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Archive file SRFIs Lassi Kortela (01 Apr 2019 08:49 UTC)
Re: Archive file SRFIs Arthur A. Gleckler (01 Apr 2019 15:05 UTC)
Re: Archive file SRFIs Lassi Kortela (01 Apr 2019 16:29 UTC)
Re: Archive file SRFIs John Cowan (01 Apr 2019 16:47 UTC)
Re: Archive file SRFIs Lassi Kortela (01 Apr 2019 17:38 UTC)
Re: Archive file SRFIs Göran Weinholt (01 Apr 2019 20:14 UTC)
Re: Archive file SRFIs Lassi Kortela (05 Apr 2019 21:47 UTC)
Re: Archive file SRFIs Lassi Kortela (05 Apr 2019 22:17 UTC)
Re: Archive file SRFIs Lassi Kortela (07 Apr 2019 16:53 UTC)
Re: Archive file SRFIs John Cowan (07 Apr 2019 17:54 UTC)

Archive file SRFIs Lassi Kortela 01 Apr 2019 08:49 UTC

Would archive files make a good topic for SRFIs?

I would like to write SRFIs that together define a generic interface for
working with archive files in different formats (zip, tar, etc.) The
implementation would provide zero or more formats, and users could add
their own by importing third-party libraries. The initial plan would be:

* SRFI x - Lossless byte codecs
* SRFI y - Stream access to archives
* SRFI z - Random access to archives

The first SRFI would specify a generic interface to single-file
compressors like gzip and bzip2 as well as binary-to-ASCII schemes like
base64 and uuencode. The idea is that if you can give it arbitrary bytes
to get some encoded bytes, then decode to get back the original bytes
(i.e. a lossless reversible encoding of all possible byte vectors) then
it's fair game. Multi-byte character encodings wouldn't be a good fit
for this API since they convert integers<->bytes rather than
bytes<->bytes. I shouldn't be trusted to design anything crypto-related,
so if someone is good at crypto it would be useful to know whether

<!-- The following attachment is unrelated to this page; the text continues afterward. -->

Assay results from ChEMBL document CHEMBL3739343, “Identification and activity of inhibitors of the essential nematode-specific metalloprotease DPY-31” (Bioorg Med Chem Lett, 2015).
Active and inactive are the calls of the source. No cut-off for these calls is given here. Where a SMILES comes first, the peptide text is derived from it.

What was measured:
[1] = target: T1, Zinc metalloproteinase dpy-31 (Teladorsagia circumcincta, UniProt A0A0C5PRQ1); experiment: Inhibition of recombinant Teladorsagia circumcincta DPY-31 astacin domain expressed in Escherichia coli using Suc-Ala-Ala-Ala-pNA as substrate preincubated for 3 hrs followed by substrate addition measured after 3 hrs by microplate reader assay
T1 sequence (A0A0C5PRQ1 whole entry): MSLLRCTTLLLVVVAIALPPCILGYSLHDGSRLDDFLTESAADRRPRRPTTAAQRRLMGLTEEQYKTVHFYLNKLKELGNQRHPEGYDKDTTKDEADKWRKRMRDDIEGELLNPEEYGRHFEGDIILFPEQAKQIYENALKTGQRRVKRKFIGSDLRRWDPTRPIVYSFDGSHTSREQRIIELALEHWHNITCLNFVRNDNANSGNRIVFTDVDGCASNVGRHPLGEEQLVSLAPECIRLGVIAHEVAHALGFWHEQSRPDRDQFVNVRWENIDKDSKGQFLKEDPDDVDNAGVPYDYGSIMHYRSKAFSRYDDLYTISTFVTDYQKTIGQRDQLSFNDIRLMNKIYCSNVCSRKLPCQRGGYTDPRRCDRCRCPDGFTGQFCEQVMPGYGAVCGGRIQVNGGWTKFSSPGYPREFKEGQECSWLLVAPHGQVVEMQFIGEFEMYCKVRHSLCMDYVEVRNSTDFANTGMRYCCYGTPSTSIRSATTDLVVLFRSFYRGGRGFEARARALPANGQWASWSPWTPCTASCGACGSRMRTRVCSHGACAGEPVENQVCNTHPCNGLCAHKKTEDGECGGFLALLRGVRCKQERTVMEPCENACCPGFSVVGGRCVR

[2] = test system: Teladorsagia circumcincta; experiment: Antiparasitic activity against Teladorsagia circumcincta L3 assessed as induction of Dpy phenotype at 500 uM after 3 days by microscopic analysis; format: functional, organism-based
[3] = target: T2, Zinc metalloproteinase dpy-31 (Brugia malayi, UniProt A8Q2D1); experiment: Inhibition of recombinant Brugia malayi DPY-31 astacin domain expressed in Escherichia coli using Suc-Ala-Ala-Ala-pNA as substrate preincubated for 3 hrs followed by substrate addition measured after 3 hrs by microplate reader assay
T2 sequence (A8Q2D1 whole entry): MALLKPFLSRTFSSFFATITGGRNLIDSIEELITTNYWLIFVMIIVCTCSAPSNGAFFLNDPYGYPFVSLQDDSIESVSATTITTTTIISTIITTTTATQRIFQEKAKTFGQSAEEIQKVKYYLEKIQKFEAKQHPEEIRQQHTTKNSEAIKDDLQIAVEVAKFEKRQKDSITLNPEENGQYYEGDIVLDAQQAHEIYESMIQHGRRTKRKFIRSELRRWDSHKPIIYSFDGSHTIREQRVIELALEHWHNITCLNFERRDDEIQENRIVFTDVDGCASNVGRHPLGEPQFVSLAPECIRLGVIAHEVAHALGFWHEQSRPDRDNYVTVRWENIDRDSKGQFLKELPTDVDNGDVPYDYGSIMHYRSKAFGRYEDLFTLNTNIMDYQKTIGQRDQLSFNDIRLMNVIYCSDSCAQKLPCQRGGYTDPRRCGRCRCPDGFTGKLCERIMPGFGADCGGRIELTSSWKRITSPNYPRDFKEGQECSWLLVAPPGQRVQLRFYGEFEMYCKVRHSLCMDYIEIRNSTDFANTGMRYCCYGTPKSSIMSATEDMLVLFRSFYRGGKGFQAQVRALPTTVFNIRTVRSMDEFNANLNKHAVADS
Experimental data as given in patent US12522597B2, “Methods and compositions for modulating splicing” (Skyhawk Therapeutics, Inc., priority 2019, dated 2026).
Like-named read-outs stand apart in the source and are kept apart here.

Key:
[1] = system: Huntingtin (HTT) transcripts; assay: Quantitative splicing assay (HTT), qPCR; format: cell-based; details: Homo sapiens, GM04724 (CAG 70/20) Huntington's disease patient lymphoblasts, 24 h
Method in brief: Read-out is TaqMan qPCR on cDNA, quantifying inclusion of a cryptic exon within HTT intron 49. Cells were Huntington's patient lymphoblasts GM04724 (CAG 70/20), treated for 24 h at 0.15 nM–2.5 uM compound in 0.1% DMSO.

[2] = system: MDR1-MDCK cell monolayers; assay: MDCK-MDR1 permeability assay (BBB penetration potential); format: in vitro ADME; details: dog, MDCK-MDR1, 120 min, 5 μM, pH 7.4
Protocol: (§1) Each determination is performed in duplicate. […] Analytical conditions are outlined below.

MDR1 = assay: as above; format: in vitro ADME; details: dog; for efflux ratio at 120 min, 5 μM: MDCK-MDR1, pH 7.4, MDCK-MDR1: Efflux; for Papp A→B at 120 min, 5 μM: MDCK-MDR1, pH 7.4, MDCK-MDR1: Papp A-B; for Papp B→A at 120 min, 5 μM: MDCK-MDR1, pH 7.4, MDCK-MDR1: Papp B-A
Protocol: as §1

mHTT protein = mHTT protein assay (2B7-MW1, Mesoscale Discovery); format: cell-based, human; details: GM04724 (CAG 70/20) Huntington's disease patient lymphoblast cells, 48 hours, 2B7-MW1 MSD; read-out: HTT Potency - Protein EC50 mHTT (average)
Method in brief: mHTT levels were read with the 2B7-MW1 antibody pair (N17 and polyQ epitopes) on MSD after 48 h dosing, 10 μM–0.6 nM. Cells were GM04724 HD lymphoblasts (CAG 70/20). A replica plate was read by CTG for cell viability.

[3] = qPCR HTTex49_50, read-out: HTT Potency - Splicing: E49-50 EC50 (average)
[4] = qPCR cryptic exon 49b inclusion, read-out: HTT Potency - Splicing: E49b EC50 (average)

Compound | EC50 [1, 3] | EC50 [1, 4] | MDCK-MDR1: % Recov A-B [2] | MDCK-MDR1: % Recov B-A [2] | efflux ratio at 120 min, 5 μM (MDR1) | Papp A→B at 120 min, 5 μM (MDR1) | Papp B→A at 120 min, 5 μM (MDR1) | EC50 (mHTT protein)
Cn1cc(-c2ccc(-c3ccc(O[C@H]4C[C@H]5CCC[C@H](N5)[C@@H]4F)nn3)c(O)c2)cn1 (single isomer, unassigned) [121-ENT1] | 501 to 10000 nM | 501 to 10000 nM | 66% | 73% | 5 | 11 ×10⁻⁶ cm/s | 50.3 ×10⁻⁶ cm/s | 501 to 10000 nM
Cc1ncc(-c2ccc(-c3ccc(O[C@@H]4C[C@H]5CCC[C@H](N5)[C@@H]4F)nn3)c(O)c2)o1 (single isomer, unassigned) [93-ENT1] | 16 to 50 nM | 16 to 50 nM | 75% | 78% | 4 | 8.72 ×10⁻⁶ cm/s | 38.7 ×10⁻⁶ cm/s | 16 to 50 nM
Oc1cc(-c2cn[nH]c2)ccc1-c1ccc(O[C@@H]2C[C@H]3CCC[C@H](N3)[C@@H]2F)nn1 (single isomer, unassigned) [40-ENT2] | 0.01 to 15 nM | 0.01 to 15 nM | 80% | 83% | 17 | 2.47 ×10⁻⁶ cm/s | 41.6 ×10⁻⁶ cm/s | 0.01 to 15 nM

bundling file encryption into this same API is a good idea or a bad one
(keys and other pertinent information could be passed as parameters to
the codec).

The second SRFI would specify generic read-archive and write-archive
procedures to read or write an archive file in one go (calling a
procedure for each file in the archive). We can define an archive as any
file whose purpose is to store a group of other named files. Zip
archives compress the files inside them, whereas tar archives just store
the files with compression applied as a separate encoding pass around
the whole archive. The interplay of the interfaces in the first and
second SRFIs would make all combinations of archives and wrap-around
encodings work naturally. It was not simple to find abstractions that
compose elegantly in all cases but I believe I finally have them.

The third SRFI (which I don't want to write, but I can help around if
someone else does) would be like the second, but the interface would
permit random access to the files inside an archive instead of being
restricted to a single sequential sweep through the entire archive.
Reads and writes of the same archive could also be mixed. The interface
would be based around an archive object with open-archive and
close-archive procedures. While the archive is open you could call
procedures in any order to get, add, rename and delete files in it. This
random access interface is much more complex and much less widely useful
than the streaming interfaces. I can't think of a good use for it off
the top of my head other than writing an interactive archive manager
like 7-Zip. This dearth of applications is why I'm not enthusiastic
about it. We may well do without it, perhaps writing it later if there
is demand.

Libarchive (<>) and Racket's zip/tar support
have been reference points while I thought about this stuff. If these
SRFIs are accepted, I would like to do an implementation that calls
libarchive through a Scheme's C FFI bindings. I think the libarchive
designers did a great job bringing order to a convoluted problem space
and if the binding is easy to write, that would confirm the soundness of
our SRFIs -- in addition to being useful bindings in their own right. If
there's friction in writing these bindings, we probably specified
something that doesn't serve all levels of abstraction and should go
back to fix our SRFIs.

There's much more to say about many details but it I'd like to find out
whether there is interest before putting in more time. If there is, I'll
upload my draft documents to GitHub for public viewing.

Finally, here is the prior art I found in the Scheme world:

* <> seems a very nice library.
* <>
* Racket has zip/tar and unzip/untar modules in the standard library.
* Scheme Spheres can read and write tar and gzip.
* Bigloo can read tar and gzip.
* Chicken has an egg to read and write gzip.
* I didn't find archive code in scsh, Kawa, Gauche, Guile or MIT Scheme.
* I didn't find a generic archive interface in any of the above.